People in galleries…

People in galleries...

People in galleries…

Once upon a time, it was verboten to take photos in galleries. Now of course, most allow cameras (without flash). It’s so easy to just photograph everything in sight rather than contemplating the art itself. That’s the trouble with technology generally I suppose, as it can take over at the expense of the life experience.

I like taking a few shots of artwork in context – the exhibition space and particularly in the company of gallery goers. People in galleries hold a special attraction. The viewed and the viewer. Often incidental, arbitrary, perhaps distracted and always interesting. Here are a few of my favorite gallery snaps.

I took this shot recently at our National gallery, in front of Barnett Newman’s "Voice of fire" and for evident reasons. Art meets design, we all carry a little art with us.

I took this shot recently at our National gallery, in front of Barnett Newman’s “Voice of fire” and for evident reasons. Art meets design, we all carry a little art with us.

I’m always fascinated when gallery viewers seem unaware of the artwork and with all of today’s technology, it’s so easy to be somewhere else:

At this point in New York’s Metropolitan, Jackson Pollock’s "Autumn Rhythm (Number 30)" was not the main attraction.

At this point in New York’s Metropolitan, Jackson Pollock’s “Autumn Rhythm (Number 30)” was not the main attraction.

Here’s another momentarily unloved painting, Théodore Rousseau's "The Forest in Winter at Sunset". Rousseau worked on this monumental,unfinished work throughout his career. This painting defies presence on a small screen, however is wonderfully moving in person.

Here’s another momentarily unloved painting, Théodore Rousseau’s “The Forest in Winter at Sunset”. Rousseau worked on this monumental, unfinished work throughout his career. This painting defies presence on a small screen, however is wonderfully moving in person.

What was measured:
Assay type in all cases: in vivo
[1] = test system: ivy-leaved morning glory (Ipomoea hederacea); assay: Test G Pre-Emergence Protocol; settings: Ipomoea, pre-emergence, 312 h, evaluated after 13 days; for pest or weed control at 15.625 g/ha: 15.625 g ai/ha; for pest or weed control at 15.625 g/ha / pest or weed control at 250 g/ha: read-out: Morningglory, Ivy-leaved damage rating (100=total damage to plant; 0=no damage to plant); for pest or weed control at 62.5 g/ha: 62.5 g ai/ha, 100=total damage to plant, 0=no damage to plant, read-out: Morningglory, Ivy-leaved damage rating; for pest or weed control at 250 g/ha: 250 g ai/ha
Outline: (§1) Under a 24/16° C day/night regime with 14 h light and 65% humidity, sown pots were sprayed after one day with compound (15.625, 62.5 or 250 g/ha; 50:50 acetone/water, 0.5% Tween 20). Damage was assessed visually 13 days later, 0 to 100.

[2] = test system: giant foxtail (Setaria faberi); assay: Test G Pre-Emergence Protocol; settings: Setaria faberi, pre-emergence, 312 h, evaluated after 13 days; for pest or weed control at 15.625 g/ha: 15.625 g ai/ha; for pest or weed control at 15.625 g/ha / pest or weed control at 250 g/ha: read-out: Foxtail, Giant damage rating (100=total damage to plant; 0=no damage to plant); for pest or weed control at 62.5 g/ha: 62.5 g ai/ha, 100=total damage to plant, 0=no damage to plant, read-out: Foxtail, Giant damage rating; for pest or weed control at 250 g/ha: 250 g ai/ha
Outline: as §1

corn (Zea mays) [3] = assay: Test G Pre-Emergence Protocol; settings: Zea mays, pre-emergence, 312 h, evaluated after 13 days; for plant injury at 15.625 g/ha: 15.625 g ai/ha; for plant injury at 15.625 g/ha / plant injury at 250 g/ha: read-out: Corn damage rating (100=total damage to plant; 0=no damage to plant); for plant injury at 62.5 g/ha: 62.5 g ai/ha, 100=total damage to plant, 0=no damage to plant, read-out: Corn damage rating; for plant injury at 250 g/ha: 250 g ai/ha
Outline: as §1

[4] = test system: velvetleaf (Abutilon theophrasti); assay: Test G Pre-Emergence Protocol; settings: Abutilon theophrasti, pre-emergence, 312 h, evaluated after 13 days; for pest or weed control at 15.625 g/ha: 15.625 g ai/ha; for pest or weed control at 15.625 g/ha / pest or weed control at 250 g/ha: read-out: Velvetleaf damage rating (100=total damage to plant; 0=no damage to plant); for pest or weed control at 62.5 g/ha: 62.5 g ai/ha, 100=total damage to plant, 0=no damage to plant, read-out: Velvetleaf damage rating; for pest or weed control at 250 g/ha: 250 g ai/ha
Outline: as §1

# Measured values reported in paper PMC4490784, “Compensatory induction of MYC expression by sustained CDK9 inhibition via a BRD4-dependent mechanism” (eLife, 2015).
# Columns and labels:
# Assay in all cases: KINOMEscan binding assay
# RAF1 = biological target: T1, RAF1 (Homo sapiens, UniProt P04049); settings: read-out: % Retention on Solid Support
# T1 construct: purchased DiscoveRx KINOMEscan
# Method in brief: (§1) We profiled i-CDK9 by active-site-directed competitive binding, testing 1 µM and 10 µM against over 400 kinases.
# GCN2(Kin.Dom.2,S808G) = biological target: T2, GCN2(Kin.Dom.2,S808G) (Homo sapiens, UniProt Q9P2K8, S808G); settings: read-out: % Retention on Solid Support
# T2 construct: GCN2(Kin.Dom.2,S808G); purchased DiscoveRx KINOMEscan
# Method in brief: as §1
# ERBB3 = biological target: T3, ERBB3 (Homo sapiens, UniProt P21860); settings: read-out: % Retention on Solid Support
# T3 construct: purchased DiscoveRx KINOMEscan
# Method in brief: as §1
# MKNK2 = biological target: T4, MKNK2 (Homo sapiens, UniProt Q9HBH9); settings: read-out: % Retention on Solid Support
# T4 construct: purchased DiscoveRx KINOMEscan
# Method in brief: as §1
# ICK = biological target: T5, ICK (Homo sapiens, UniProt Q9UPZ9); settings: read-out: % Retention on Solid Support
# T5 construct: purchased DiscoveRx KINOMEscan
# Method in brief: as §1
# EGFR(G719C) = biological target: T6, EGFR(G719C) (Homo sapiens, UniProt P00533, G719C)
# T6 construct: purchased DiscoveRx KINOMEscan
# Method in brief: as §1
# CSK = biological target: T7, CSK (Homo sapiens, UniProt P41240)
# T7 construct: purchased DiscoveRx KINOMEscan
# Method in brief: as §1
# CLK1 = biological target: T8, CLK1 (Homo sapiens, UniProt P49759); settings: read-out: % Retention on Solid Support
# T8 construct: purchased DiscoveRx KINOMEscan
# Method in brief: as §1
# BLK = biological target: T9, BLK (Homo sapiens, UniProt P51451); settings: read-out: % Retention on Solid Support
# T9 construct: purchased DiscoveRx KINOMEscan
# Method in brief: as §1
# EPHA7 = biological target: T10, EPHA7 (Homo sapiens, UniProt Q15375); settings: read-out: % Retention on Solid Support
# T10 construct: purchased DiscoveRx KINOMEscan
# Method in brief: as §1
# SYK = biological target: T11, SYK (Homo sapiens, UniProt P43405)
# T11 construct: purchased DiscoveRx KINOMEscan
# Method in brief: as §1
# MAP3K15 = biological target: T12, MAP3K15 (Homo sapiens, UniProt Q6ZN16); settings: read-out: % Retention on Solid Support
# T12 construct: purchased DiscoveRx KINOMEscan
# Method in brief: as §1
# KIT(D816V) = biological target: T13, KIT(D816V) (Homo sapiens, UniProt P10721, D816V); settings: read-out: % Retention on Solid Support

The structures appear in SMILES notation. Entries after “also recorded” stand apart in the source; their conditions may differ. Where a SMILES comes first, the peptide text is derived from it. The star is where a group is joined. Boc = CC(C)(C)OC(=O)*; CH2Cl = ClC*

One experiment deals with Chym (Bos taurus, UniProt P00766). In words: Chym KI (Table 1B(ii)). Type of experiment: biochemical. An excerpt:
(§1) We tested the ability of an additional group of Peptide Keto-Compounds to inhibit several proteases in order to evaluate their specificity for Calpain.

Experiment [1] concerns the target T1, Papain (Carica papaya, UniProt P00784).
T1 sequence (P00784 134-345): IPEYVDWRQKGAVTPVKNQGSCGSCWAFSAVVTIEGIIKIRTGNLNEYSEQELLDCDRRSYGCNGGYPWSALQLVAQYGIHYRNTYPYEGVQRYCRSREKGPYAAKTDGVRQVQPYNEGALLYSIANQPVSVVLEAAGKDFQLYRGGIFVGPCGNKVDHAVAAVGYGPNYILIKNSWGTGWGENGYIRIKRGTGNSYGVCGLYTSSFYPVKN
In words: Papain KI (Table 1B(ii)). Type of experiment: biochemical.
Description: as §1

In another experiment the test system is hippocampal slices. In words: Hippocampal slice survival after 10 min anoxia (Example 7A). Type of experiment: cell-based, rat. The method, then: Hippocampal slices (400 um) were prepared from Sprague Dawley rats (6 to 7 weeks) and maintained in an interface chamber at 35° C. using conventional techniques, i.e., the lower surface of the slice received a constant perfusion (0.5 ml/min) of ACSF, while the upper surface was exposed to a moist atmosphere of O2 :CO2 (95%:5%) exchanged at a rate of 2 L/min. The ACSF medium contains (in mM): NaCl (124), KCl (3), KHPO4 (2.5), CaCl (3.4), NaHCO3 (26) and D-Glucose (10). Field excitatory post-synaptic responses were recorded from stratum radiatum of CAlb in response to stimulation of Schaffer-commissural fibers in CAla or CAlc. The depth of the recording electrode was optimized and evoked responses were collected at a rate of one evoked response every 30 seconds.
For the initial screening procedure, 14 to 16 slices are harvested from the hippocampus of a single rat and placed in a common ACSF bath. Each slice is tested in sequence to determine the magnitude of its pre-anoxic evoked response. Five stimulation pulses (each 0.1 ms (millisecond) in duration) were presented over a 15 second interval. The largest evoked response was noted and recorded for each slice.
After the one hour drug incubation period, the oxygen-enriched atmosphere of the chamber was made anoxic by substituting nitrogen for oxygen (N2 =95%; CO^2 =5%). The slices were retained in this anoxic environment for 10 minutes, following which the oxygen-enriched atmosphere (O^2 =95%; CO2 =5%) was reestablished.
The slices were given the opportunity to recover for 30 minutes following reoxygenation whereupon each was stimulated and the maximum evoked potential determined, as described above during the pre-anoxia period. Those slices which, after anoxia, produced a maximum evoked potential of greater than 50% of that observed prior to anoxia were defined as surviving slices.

The last time I went to New York’s MOMA was on a free-entry Friday night – it was the only space in our schedule. On Friday night the MOMA is a zoo. The noise level is incredible and Friday nighters casually swarm, perhaps as a prelude to late night activities.

It’s often tricky to even get a clear view as with Van Gogh’s "The Starry Night".

It’s often tricky to even get a clear view as with Van Gogh’s “The Starry Night”.

The scale of paintings is something that always surprises – impossible to adequately convey on a website or in a book.

At the MOMA again, Henri Rousseau’s "The Dream" is imposing in a way all the wall posters could never be.

At the MOMA again, Henri Rousseau’s “The Dream” is imposing in a way all the wall posters could never be.

 

Somehow I always associate Dali with larger gallery-sized works. In fact, he completed some monumental pieces. Here's his smaller gems at the MOMA the famous "The Persistence of Memory".

Somehow I always associate Dali with larger gallery-sized works. In fact, he completed some monumental pieces. Here’s one of his his smaller gems at the MOMA, the famous “The Persistence of Memory”.

Finally a prerequisite selfie!

Finally a prerequisite selfie!

This one at the Metropolitan, with John Singer Sargent’s “Madame X”, the subject of my previous blog posting: Sargent and that profile

Summer Exhibitions!

I'm showing works in pastel, acrylic and watercolour this summer.

I’m showing works in pastel, acrylic and watercolour this summer.

I’ve been busy preparing for a trio of exhibitions this summer. There are upcoming Instructors exhibitions at the Ottawa School of Art, downtown and at the Orleans campus. In addition to these two regular fixtures, I’m also participating in an exhibition at the Sivarulrasa Gallery in downtown Almonte – a collection of painting and sculpture titled “Unbound”.